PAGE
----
Research Hive Seminars 2014
Now in its fifth year, the highly popular Sussex Research Hive Seminar series returned to bring together the research community to discuss a range of current issues. This year speakers explored how archives can support qualitative research and approaches for increasing the reach of your research, as well as how to demonstrate the impact of creative research outputs, and innovations in scholarly publishing.
These lunchtime events, funded by SAGE, were hosted by the Library and open to everyone engaged in, or supporting, the research process at Sussex.
The Sussex Research Seminar series will return in 2015. If there are particular subjects that you would like to see covered please send your suggestions to: firstname.lastname@example.org
Enriching your research: using archives to conduct qualitative research
Archival research isn't just for historians. Researchers from many disciplines can use archives to discover material that produces compelling qualitative work. In this seminar two researchers discussed their experiences of using archives in different ways to support their qualitative research.
Chaired by Fiona Courage - Special Collections Manager & Mass Observation Curator, The Keep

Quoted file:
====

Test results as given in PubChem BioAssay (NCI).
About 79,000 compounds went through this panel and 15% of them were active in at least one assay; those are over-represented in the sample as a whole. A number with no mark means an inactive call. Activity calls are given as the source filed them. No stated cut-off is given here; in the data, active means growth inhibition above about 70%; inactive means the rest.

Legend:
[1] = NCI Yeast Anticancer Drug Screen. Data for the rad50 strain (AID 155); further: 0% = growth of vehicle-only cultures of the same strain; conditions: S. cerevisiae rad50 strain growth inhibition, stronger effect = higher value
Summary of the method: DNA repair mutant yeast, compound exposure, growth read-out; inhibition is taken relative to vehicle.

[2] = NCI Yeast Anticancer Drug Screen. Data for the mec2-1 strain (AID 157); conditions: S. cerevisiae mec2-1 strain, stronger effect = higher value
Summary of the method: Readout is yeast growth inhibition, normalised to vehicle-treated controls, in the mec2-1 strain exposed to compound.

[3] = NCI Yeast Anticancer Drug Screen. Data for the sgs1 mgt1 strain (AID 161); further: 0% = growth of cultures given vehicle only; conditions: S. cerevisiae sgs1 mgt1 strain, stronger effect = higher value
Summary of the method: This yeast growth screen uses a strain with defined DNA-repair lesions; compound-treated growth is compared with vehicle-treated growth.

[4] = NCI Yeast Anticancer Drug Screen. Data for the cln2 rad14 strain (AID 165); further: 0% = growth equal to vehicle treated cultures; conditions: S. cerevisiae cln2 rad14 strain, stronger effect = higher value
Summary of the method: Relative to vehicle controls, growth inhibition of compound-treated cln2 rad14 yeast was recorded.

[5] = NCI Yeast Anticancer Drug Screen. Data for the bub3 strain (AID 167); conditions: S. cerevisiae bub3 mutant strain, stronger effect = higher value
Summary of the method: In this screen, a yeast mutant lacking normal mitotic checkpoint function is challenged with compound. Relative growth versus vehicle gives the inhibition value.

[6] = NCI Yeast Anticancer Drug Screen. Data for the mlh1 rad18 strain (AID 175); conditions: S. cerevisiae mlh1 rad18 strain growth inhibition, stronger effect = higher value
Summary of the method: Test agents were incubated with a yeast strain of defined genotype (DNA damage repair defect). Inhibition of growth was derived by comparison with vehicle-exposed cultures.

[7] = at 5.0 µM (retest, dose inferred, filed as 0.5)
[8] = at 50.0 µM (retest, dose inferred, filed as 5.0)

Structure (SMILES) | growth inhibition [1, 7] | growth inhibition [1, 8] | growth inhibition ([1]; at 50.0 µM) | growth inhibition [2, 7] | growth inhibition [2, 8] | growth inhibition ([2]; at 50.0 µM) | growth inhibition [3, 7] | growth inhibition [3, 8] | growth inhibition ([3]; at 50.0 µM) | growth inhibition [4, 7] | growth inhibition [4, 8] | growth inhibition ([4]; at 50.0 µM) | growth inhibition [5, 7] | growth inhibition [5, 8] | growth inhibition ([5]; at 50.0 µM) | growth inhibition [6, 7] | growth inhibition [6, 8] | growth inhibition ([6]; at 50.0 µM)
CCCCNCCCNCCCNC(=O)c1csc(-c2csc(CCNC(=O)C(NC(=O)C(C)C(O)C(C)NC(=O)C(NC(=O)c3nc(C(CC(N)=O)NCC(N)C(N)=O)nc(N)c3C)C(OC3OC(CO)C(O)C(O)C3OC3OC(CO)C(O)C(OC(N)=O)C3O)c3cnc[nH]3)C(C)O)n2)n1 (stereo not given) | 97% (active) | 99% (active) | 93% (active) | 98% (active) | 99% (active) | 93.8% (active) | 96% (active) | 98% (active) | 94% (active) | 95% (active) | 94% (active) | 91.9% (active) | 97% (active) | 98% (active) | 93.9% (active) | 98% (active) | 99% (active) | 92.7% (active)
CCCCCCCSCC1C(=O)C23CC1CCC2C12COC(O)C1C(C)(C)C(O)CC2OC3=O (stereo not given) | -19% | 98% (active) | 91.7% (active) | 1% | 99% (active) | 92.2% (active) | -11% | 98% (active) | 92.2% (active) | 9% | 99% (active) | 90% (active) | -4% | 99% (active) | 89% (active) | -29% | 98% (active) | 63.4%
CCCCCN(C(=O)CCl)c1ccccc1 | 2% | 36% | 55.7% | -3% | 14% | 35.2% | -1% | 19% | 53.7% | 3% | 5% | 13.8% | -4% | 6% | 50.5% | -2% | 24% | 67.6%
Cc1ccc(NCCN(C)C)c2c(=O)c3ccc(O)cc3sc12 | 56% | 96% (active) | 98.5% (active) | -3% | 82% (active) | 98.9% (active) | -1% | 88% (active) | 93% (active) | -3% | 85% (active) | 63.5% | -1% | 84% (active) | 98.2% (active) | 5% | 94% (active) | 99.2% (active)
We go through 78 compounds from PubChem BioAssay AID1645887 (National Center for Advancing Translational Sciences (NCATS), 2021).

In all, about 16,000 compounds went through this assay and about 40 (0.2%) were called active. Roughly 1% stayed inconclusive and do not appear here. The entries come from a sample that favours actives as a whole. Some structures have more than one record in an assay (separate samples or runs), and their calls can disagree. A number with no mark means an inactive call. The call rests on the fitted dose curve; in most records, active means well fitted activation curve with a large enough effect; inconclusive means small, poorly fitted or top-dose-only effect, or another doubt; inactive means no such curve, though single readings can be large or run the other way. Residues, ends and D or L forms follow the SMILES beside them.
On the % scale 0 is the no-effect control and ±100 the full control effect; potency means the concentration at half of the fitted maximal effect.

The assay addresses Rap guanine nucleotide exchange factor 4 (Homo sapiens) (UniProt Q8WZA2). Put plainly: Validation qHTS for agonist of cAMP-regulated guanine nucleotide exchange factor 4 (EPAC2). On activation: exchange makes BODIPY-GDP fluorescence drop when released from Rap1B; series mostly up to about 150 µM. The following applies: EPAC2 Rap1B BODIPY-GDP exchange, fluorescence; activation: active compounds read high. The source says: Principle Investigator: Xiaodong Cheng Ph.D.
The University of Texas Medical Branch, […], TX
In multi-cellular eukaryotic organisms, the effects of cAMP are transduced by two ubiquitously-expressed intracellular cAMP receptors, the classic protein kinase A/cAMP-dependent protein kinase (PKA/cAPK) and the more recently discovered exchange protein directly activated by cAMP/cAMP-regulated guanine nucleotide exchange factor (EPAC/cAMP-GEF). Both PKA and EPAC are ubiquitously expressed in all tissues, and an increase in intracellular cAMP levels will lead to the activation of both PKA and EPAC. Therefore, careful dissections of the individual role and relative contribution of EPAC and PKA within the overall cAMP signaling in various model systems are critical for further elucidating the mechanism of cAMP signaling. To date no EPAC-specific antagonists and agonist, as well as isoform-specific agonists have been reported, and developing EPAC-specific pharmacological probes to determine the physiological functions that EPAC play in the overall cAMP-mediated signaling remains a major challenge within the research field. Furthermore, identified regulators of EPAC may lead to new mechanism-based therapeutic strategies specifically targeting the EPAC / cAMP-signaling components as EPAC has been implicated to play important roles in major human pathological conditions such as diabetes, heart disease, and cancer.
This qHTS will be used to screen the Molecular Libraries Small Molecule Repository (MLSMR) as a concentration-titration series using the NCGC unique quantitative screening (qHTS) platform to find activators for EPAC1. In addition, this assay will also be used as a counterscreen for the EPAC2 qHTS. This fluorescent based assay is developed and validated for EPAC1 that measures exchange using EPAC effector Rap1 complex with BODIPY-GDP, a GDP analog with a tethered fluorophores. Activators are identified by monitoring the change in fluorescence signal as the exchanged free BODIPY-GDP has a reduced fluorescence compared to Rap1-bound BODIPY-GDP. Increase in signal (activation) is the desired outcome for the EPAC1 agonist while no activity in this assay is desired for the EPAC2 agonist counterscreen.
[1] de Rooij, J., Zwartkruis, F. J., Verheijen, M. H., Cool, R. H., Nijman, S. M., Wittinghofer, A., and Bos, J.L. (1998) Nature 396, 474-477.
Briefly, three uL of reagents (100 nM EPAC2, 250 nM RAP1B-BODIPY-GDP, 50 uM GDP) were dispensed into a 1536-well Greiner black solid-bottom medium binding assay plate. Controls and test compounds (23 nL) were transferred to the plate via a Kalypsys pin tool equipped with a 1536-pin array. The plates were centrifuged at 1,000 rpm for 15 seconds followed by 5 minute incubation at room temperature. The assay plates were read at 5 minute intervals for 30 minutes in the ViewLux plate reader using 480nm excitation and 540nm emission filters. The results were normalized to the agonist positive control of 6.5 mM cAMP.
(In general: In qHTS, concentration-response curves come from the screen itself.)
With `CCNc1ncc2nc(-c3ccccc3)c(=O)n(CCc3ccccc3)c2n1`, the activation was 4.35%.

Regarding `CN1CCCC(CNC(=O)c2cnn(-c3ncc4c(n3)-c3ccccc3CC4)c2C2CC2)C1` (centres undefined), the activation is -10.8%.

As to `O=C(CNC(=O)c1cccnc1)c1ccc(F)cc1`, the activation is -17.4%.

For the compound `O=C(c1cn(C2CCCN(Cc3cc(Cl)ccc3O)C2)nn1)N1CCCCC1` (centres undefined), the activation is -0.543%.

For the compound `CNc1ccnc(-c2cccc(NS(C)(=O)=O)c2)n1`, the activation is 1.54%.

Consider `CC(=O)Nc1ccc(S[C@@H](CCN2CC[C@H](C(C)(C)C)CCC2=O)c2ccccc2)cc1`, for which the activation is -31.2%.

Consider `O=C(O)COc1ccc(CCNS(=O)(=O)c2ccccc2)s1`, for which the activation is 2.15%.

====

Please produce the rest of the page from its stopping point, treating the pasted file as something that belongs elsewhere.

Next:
Increasing the reach of your research
With academics increasingly facing information overload, how can you ensure that other researchers find your articles in the first place? This seminar looked at different approaches: Kudos, a new service which can help you increase the impact of your research, and case studies from academics who have used social media to generate interest in their work.
Chaired by Ian Carter - Director of Research and Enterprise, University of Sussex
Demonstrating the impact of creative research outputs
This seminar looked at ‘creating cultural capital’ – how researchers can create impact from creative and non-traditional outputs. How can you demonstrate the wider impact of your work, when should you start thinking about measuring impact and what are the benefits for you? Sussex researchers have been getting creative in their approach.
Chaired by Jane Harvell - Head of Library Academic Services & Special Collections, University of Sussex
Challenging traditional approaches to scholarly publishing
The Open Access movement and the frustration with scholarly publication process has led many academics to take dissemination of their research into their own hands. There have been calls, post-Finch, for universities to set up their own presses as rivals to traditional publishers, but how realistic is this? This seminar explored other approaches taken by the academic community to make research more openly available.
Chaired by Kitty Inglis - Librarian, University of Sussex